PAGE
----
Building A Road Map For Teaching About Slavery

Feb 14, 2018

Credit The Montpelier Foundation

It is a question that has long vexed America: How do we teach our history of slavery?  This month, James Madison’s Montpelier started working on an answer.

For three days, nearly 50 people gathered at Montpelier, talking for hours, hashing out details for a first-ever guidebook — a set of standardized best practices, to say here’s what responsible, thoroughly-researched education about slavery looks like.

Nothing like this exists yet. The history and enduring legacies of slavery have never been fully told in this country, and so, for better or worse, everyone’s been creating their own process, figuring it out as they go along, says Kat Imhoff, president and CEO of Montpelier, which earlier this year opened an extensive $6 million exhibit on slavery and the enslaved. "We wanted to say  'Yes, we’ve done this permanent exhibition at Montpelier, but what more can we do?'  And as we reflected on that, we were really struck that so many other places are really struggling in the same conversation," Imhoff noted.

So they put out the call, and four-dozen people from 13 states answered. The group met in a giant conference room. Executive directors sat next to archeologists and professors, activists and historians. Scattered throughout were descendants of African-Americans enslaved at what we now call historic sites.

George Monroe, Junior's family was enslaved by America’s fifth president James Monroe at Ash Lawn-Highland outside Charlottesville. George did a massive amount of research and then reached out.  "I said 'Hey, hello, my last name is Monroe and I think we may be linked to this particular community," Monroe remembered. "It was kind of like 'Well hmm, interesting. We didn’t know you guys were there.'"

Sitting next to George was Sara Bon-Harper, executive director of Ash Lawn-Highland for the last five years.  "We'd been, it’s not too strong to say, ignorant of the history and the attachments of the descendants of enslaved people from Highland, right here and right nearby," Bon-Harper admitted. "So we have a lot of making up to do for having been ignorant that long and the fact that we get to share this weekend and these conversations will be, I think, an incredible framework."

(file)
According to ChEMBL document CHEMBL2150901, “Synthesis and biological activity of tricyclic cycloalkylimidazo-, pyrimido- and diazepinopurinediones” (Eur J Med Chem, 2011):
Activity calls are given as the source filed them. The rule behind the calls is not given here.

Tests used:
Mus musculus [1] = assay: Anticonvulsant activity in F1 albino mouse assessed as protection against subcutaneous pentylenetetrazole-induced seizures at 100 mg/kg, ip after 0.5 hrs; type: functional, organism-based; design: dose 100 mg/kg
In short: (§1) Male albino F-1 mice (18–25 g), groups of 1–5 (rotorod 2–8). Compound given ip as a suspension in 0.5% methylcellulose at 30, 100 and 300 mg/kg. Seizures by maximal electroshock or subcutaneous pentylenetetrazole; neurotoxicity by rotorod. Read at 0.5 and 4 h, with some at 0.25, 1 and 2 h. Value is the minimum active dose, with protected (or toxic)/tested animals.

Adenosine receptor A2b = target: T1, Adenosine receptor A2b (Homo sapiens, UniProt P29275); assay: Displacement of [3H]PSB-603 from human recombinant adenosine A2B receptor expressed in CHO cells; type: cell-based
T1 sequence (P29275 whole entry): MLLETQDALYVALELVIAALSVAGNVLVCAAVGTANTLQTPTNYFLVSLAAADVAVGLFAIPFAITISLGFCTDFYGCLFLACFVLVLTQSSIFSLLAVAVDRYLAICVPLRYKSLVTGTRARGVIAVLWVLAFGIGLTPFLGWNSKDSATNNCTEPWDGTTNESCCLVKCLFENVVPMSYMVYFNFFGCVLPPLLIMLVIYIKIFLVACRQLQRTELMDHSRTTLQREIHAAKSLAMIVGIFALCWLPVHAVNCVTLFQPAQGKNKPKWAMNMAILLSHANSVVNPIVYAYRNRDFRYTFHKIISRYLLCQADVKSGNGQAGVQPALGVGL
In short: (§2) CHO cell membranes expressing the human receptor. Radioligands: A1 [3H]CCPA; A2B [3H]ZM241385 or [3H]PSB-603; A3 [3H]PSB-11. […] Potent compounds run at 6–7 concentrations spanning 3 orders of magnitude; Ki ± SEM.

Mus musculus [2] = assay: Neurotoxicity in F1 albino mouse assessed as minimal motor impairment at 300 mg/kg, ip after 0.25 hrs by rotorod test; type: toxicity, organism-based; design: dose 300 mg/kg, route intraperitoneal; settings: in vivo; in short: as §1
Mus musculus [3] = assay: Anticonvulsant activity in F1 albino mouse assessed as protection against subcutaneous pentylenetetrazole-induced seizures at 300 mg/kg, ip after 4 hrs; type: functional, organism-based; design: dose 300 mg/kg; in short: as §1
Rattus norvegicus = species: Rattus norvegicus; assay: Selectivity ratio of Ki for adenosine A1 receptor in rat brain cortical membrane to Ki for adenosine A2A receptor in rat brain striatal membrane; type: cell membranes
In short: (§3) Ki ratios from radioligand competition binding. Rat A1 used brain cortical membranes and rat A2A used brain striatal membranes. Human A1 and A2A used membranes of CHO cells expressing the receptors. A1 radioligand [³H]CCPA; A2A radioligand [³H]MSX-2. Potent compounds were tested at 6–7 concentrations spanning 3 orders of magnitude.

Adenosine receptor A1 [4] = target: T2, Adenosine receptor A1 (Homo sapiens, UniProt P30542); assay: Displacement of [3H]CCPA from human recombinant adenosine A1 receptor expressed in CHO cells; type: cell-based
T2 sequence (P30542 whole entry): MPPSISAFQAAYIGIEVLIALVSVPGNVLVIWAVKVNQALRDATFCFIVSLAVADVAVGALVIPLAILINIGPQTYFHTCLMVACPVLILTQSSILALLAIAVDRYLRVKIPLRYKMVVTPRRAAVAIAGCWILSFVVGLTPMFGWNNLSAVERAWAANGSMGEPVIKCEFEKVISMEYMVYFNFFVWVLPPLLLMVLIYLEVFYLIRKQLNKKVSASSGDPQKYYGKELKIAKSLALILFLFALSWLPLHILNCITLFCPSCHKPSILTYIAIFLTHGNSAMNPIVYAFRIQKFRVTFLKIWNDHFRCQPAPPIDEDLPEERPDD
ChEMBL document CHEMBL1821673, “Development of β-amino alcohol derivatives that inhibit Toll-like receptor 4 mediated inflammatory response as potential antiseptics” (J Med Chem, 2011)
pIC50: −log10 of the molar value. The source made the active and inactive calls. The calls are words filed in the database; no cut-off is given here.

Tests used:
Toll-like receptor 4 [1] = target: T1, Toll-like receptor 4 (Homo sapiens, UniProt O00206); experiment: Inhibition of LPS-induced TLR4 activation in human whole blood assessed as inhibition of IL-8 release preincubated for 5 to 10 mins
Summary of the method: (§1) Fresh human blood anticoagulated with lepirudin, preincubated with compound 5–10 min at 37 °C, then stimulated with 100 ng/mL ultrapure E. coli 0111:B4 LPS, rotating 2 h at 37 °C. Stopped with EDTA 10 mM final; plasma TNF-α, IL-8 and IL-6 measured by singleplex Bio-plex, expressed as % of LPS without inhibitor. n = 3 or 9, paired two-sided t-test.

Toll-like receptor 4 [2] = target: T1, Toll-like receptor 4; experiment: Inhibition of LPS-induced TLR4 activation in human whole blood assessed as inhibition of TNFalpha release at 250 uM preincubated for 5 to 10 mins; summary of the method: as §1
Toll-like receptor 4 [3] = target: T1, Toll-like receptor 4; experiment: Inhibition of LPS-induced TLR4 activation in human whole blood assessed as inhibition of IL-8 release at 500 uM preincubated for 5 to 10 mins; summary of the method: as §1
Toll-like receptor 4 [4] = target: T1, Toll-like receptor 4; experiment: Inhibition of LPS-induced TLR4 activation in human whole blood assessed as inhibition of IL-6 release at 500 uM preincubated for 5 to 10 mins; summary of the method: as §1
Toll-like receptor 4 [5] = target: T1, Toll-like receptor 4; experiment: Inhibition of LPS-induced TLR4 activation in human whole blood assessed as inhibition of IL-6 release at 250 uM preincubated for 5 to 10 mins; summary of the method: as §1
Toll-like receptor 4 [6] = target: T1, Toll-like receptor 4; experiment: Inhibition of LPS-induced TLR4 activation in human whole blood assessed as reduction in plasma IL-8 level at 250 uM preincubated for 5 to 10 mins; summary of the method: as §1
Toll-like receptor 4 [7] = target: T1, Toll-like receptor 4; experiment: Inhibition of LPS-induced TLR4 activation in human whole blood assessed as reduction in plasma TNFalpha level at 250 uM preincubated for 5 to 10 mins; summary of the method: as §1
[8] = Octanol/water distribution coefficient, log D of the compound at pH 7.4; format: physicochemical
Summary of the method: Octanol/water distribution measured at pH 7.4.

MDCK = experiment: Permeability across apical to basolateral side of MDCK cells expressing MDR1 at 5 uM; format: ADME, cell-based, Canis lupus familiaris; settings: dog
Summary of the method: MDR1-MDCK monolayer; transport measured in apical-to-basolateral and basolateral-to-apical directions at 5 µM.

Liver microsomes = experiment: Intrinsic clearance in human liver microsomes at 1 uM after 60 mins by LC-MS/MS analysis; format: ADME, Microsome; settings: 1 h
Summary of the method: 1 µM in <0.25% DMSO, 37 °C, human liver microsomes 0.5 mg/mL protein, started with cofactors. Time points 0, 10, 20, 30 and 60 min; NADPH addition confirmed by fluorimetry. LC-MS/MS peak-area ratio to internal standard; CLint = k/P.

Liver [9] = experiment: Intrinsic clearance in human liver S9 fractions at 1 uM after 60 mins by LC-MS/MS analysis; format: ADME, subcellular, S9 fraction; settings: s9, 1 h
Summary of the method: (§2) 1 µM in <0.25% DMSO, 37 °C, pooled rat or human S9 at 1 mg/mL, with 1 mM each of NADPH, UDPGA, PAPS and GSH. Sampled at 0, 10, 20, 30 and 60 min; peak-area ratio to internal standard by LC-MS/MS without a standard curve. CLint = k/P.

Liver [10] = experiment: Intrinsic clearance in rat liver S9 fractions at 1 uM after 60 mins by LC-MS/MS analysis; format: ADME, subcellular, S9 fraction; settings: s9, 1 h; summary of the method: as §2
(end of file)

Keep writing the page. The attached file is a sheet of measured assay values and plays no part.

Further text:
George Monroe said he definitely agreed.  Now, Monroe and Bon-Harper are collaborating on what the site’s larger visitor story will be. That’s exactly what the weekend was about: How do sites best engage descendant communities? Do they hire them on staff, on boards? How do they empower them to tell their story?

Ashley Rogers is the director of the Whitney Plantation in Louisiana. She says historically, those storytelling roles have been closely guarded. "That’s a really comfortable spot, to be the person who’s calling the shots and saying, ‘This is how things were, we’re the knowledge-keepers. That’s what we do, we collect the knowledge and we keep it and then we disseminate it to you.’ But the problem is that museums are vastly white organizations. They’re vastly upper class organizations. And they have in the past and even today done really destructive things to marginalized communities," Rogers noted.

Credit The Montpelier Foundation

But it’s not just historic sites and museums. The Southern Poverty Law Center recently issued an extensive report finding that schools across the country are doing a dismal job at teaching slavery. Maureen Costello is the report’s author and says the past is very much alive. "We are never going to be able to deal with the profound racial disparities we have and with the racial injustice we have now unless we bring people back to really talk about what really happened during slavery," Costello argues.

Teachers teach what’s available to them, says Costello. It’s a food-chain: better engagement with descendants leads to better research and information, which leads to better education and, ultimately, better informed decisions.

Niya Bates is the public historian of slavery and African American life at Monticello. "We’re not just stuffy historians in some attic," Bates says. "We’re out here making a real difference in the community."

The group aims to issue a final report later this year, with a scalable set of best-practices and suggested guidelines.

This report, provided by Virginia Public Radio, was made possible with support from the Virginia Education Association.